Recently a friend and I talked about the moment we realized we had sexual power and how we used it. It was the first time I’d really talked about it openly although I’ve thought about it from time to time. Sexual power is different at various ages, and when you’re single and dating, or in a committed relationship, or when you’re married.

I was not one of those girls who developed early. I didn’t have big breasts (and still don’t, but let’s not go there), nor did I do much to flaunt my sexuality as a teen — I wasn’t even aware of it. I was shy and quiet and hide my face behind long hair and was full-on hippie, with underarm and leg hair and all. And yet, I always had a boyfriend. Cute boyfriends.

Liking the male gaze

I didn’t realize I had sexual power until I was in my 20s, when I did stupid things like cheat on my partner. The way my affair partner looked at me  — the male gaze — was unnerving; no one had ever looked at me that way before. And I liked it. I liked the power I felt from it. I still was shy and awkward, but the transformation had begun; I began to recognize and honor my sexual power.

Honestly, what 20-something woman isn’t going to gather attention? But, that was decades ago, and some stuff has happened since then — a divorce, years as a more-confident young single woman, a second marriage, another divorce, being single with kids in my late 40s, having a few committed relationships at midlife and finding myself single again at an age that feels, well probably is, old.

I’ll admit it; being married with young kids did nothing to boost my feelings of sexual power. I kind of lost myself as many women do. Discovering my husband’s long-term affair didn’t help, either. But when I was newly divorced and went back into the workplace full time, at midlife something happened — I got my mojo back. It’s never left.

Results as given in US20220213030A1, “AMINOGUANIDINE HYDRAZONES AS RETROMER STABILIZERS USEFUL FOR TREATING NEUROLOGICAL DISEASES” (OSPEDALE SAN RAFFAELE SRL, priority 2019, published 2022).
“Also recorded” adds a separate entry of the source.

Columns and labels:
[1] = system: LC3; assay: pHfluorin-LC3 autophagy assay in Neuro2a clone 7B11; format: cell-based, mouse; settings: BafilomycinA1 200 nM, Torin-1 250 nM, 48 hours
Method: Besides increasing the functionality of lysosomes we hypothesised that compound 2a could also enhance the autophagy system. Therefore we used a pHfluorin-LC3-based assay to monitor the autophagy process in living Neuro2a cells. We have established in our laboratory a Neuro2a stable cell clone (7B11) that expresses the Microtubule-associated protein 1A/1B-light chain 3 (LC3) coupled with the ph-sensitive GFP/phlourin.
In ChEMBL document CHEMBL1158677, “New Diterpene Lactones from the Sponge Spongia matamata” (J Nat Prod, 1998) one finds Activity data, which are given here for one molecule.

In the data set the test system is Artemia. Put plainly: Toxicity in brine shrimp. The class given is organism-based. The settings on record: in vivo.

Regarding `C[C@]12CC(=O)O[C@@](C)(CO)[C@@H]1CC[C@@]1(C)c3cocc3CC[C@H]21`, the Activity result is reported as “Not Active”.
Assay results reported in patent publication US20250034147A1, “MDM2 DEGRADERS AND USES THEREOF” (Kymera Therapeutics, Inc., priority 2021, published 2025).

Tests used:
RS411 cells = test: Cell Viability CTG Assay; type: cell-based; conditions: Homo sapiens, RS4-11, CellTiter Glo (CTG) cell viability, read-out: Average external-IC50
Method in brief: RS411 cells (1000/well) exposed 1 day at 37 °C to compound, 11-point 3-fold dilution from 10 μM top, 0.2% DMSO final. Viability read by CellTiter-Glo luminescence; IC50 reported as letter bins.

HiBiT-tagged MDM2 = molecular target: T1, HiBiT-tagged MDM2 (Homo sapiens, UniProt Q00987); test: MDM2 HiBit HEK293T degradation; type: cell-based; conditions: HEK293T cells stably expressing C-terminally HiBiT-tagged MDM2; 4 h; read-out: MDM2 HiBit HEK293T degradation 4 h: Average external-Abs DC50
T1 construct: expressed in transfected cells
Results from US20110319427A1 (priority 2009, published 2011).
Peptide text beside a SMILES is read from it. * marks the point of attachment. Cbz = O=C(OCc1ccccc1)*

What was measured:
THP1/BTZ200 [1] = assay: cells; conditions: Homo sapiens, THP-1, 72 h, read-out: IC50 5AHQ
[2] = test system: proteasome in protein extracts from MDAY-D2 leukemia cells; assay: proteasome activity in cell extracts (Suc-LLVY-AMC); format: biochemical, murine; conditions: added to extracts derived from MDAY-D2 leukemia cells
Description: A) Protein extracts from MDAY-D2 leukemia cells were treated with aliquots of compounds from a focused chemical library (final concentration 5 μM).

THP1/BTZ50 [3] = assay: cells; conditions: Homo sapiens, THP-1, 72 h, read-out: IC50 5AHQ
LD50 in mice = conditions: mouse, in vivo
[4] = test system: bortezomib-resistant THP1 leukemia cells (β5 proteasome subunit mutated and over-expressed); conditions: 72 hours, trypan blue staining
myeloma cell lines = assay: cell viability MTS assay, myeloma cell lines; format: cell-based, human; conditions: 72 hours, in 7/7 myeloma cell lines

What happened?

Embracing the flirt

For whatever reason, I acknowledged and embraced the sexual, flirty side of me that I love but foolishly believed had to be in check when I was married — channeling Vice President Pence here — and when I was in some relationships, the ones in which my flirtatious nature was seen as a threat and not a playful interaction with an equally flirtatious partner but trusted and openly talked about.

Women don’t always have power in the ways we’d like to, but we do have sexual power. This dates back to biblical times — Eve was a temptress, after all. As Krista Thompson writes:

Women have the power of sex. Entire industries are based on it (beauty, fashion porn) or attempts are made to cover it completely (some Muslim and Jewish ultra-orthodox societies, etc). Men want it bad, women bestow it on the deserving. Let’s face it. The only way for a man to have complete control over when and where he has sex is to pay for it. If this power is taken from a woman, it is rape. At worst, she is a killed for dishonoring her family. The joy in the gift of female sexuality is pursuing your interests in all areas of sexual opportunity. The responsibility of this power is to share it, allowing men to fully express themselves sexually as well.

But it’s not easy to do that. As Suzannah Weiss writes:

The idea that women attain control by eliciting men’s desires plays into the age-old notion that women’s worth lies in their ability to produce erections. … [T]elling women their value lies in their ability to be desirable devalues women who are not widely considered sexually desirable. … Placing value on women based on men’s attraction makes those who don’t possess the traits society considers attractive feel worthless, and it makes women of all appearances feel like objects.